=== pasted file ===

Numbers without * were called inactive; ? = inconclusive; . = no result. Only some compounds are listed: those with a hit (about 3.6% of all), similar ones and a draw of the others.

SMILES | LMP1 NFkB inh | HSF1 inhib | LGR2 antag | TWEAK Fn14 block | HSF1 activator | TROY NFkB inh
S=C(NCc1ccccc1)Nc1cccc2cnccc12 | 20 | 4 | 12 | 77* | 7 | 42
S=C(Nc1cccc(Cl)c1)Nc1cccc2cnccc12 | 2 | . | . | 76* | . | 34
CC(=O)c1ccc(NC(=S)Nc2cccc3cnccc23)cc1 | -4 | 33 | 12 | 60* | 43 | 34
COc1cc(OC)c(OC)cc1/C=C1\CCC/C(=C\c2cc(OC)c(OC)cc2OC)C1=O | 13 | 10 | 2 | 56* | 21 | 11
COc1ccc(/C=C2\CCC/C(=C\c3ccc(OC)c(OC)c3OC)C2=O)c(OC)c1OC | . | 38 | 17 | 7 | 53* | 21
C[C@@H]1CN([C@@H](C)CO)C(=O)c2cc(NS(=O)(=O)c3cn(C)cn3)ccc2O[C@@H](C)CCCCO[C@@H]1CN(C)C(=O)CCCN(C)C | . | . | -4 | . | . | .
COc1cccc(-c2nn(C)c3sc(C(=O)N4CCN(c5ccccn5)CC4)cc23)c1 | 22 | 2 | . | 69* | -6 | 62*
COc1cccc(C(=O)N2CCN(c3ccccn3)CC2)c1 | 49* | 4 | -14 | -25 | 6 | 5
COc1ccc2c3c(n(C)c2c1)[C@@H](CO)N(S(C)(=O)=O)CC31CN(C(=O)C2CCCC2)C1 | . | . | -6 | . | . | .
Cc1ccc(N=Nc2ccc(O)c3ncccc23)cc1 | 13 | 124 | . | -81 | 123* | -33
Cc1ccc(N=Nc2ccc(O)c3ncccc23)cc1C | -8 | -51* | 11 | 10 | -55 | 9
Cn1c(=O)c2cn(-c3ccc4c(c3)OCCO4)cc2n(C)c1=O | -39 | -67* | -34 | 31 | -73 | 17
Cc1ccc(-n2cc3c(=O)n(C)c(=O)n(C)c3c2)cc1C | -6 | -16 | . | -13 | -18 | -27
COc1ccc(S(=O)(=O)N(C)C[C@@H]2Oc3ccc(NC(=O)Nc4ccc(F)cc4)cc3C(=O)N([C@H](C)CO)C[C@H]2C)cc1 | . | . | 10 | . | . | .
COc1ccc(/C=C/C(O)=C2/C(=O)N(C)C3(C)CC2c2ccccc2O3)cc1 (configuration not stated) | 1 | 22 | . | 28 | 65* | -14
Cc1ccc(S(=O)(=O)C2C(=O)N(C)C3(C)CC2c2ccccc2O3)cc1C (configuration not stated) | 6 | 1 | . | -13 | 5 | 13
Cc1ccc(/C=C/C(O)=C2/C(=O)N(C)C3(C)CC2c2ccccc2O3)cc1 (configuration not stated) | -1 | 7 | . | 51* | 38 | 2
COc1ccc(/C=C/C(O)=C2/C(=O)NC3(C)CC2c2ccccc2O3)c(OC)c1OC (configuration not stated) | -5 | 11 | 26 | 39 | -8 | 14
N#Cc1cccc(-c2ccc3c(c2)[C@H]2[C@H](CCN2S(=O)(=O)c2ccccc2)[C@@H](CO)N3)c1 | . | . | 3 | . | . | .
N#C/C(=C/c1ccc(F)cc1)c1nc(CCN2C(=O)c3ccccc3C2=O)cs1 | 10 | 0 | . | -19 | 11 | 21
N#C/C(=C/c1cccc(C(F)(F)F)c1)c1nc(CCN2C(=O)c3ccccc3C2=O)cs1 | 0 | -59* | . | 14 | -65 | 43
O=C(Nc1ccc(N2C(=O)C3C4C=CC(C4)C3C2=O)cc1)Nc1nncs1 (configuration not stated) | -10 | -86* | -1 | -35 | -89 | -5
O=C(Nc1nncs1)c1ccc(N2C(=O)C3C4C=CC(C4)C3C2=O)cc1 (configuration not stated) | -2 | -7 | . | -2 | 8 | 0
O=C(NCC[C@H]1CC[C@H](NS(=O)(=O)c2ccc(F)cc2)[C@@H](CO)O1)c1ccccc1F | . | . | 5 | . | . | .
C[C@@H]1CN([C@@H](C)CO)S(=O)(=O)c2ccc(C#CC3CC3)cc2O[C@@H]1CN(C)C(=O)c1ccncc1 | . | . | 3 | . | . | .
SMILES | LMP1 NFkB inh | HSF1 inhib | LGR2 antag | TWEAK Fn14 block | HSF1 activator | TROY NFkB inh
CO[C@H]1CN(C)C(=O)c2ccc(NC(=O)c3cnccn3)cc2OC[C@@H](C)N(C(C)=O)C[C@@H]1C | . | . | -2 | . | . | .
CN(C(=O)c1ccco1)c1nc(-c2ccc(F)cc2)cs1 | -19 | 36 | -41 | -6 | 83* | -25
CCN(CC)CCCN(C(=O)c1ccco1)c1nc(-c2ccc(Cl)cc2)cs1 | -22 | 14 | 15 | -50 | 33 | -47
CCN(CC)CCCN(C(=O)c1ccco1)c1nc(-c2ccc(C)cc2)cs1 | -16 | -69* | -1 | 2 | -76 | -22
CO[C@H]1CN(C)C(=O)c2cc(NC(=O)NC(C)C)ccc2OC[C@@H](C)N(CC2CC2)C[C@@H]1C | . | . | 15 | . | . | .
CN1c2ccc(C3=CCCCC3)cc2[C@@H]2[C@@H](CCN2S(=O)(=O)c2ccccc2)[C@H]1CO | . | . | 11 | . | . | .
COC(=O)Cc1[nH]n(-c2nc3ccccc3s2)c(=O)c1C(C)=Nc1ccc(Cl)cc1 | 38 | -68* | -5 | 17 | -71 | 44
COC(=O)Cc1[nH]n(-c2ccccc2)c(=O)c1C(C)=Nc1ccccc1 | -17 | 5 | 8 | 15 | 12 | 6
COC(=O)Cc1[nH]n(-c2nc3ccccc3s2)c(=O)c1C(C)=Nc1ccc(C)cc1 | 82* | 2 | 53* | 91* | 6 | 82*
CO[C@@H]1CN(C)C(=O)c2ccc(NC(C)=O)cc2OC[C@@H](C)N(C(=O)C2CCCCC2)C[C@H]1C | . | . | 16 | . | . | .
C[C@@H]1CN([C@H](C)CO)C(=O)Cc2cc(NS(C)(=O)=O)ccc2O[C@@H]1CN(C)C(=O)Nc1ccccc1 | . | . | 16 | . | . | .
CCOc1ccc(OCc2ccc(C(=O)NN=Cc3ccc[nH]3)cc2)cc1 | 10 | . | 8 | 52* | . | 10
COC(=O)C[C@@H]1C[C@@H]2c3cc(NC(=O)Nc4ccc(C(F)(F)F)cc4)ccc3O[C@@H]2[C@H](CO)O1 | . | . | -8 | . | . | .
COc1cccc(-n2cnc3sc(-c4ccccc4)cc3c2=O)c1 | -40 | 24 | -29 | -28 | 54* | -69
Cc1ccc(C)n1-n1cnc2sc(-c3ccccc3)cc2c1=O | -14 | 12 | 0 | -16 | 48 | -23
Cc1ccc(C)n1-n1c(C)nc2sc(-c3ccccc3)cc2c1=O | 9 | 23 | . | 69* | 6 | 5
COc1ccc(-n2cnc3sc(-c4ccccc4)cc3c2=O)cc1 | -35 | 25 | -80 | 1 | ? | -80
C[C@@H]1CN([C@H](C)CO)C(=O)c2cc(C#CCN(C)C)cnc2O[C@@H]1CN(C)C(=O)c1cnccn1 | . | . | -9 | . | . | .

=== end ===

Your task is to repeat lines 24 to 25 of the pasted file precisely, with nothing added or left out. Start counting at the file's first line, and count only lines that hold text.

O=C(Nc1ccc(N2C(=O)C3C4C=CC(C4)C3C2=O)cc1)Nc1nncs1 (configuration not stated) | -10 | -86* | -1 | -35 | -89 | -5
O=C(Nc1nncs1)c1ccc(N2C(=O)C3C4C=CC(C4)C3C2=O)cc1 (configuration not stated) | -2 | -7 | . | -2 | 8 | 0